Food Politics

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Weekend reading: The Oxford Companion to Sugar and Sweets

Fri, 05/01/2015 - 2:04am

Darra Goldstein, editor.  The Oxford Companion to Sugar and Sweets.  Oxford University Press, 2015.

Full disclosure: I have two entries in this book, one with Daniel Bowman Simon.

  • Simon DB, Nestle M.  Soda lobbies.  In: Goldstein D.  The Oxford Companion to Sugar and Sweets.  Oxford University Press, 2015:681-682.
  • Nestle M.  Soda.  In: Goldstein D.  The Oxford Companion to Sugar and Sweets.  Oxford University Press, 2015:623-624.

With that out of the way, I can only think that the editors of this book, Darra Goldstein and Michael Krondl, must have had the best time pulling this together.

The encyclopedia starts with an elegant introduction by Sidney Mintz, author of Sweetness and Power, the one book that tops everyone’s list of must reads in food studies.

The remaining 800 pages or so are devoted to entries by 265 authors on matters as diverse or arcane as dulce de leche, nanbangashi (“southern barbarian sweets”), syllabub, and whoopie pie (look them up).  I especially like the Appendixes: lists of films featuring sugar and chocolate, songs about sugar and candy (often as a metaphor), and museums.

The illustrations are lavish, especially the two sets of gorgeous color inserts.  Subtlety: The Marvelous Sugar Baby, alas, is gone from the Domino Sugar Factory in Brooklyn, but it lives on here.  For that alone….

Due May 8: Comments on the 2015 Dietary Guidelines

Thu, 04/30/2015 - 7:02am

You still have time to file comments on the 2015 Dietary Guidelines Advisory Committee report.

Here’s where and how.

I’ve just been sent the comments from

Yours don’t have to be lengthy, formal, or cover everything.

You just need to identify the issue, state your opinion, and indicate what you want the guidelines to do or say.

Your opinion counts.  Do it now!

Is the food movement winning?

Tue, 04/28/2015 - 10:54am

Brian Lehrer asked me a question this morning that is well worth pondering.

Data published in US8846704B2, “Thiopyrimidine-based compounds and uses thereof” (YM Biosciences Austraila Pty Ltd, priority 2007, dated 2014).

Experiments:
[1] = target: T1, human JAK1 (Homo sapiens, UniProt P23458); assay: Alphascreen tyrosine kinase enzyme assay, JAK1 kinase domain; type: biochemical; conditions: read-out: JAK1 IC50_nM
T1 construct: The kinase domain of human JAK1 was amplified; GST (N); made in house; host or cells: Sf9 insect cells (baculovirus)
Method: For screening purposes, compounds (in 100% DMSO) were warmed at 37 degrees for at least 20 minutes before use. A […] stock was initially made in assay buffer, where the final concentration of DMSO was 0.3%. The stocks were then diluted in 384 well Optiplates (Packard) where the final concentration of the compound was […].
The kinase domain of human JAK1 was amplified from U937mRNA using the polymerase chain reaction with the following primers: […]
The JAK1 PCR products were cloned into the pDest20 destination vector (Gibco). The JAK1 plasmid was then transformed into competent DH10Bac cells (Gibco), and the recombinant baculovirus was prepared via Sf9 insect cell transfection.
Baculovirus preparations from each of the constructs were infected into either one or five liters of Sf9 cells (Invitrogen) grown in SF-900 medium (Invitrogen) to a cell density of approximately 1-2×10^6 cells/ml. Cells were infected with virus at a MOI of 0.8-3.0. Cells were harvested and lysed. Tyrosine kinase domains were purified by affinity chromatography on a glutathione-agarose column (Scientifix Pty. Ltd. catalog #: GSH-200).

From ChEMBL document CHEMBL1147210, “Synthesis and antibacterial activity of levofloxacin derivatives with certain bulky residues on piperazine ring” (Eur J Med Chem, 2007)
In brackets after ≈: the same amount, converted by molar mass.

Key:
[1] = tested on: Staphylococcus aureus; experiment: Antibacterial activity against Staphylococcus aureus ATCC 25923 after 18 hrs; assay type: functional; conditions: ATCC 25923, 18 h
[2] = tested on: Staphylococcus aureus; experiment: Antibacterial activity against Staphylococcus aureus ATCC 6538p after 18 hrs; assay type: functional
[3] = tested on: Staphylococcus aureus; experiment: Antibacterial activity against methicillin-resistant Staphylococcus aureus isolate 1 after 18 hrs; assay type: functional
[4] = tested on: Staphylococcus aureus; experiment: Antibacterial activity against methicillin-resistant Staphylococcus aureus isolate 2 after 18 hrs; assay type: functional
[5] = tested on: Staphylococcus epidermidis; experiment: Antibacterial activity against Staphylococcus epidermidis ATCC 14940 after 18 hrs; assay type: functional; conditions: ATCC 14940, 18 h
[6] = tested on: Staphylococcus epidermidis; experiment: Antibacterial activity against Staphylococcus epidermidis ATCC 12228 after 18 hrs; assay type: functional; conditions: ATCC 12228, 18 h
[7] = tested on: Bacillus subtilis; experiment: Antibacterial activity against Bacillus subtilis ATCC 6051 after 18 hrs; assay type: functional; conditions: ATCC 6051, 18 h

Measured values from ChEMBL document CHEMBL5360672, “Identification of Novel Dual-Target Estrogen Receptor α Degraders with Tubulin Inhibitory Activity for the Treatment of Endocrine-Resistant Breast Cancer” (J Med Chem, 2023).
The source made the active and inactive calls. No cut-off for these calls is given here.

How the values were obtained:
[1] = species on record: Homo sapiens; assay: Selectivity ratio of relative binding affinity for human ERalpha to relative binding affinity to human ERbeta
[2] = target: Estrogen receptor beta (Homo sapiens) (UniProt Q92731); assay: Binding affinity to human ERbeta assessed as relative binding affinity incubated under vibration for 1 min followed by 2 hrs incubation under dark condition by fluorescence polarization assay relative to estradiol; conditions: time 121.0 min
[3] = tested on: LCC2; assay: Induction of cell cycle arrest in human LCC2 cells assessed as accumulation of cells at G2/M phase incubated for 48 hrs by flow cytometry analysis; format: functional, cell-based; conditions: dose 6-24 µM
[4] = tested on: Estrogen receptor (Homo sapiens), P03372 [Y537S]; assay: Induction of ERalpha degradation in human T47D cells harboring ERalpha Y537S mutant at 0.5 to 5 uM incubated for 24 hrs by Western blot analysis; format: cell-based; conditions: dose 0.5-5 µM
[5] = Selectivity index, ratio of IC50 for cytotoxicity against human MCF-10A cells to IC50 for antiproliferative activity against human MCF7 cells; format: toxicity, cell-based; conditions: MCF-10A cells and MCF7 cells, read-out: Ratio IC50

The gist: Are the recent actions taken by food companies an indication that consumers are having an effect at the expense of science—and at the expense of focusing on more important food issues such as too much sugar, obesity, and diabetes?

He cited these recent events:

  • Tyson’s says it will phase out human antibiotics in broiler production.
  • McDonald’s says it will source chicken that has not been treated with antibiotics.
  • PepsiCo says it is taking aspartame out of its diet sodas (it’s the #1 reason given for not drinking diet cola).
  • Chipotle says it will source GMO-free ingredients.
  • Nestlé says it is removing artificial colors from its chocolate candy.
  • Kraft says it is taking the yellow dyes out of its Mac n’ Cheese.

To all of them, I say it’s about time.

None of these is necessary in the food supply.

There are plenty of scientific questions about all of them, although some—antibiotics, for example—are more troubling than others.

If voting with your fork can achieve these results, they pave the way for taking on the much more difficult issues.

These are big steps forward.  They matter.

They should inspire other companies to do the same.

Chipotle goes GMO-free: a brief comment

Mon, 04/27/2015 - 6:55am

Chipotle’s announcement that it will only be sourcing GMO-free ingredients is eliciting much press (see the article in the New York Times, for example).

Here’s what I’m telling reporters:

No, this is not a safety issue.  GMO corn ingredients were not making Chipotle customers sick.

Yes, this is a matter of trust.  Chipotle customers are offended that GMO foods are not labeled and that they have no choice about whether to eat them.

The GM industry has fought labeling since 1994 when the FDA first approved GM foods for production.  Even then, there was plenty of evidence that the public wanted these foods labeled.  But the industry is still pouring million of dollars into fighting labeling initiatives.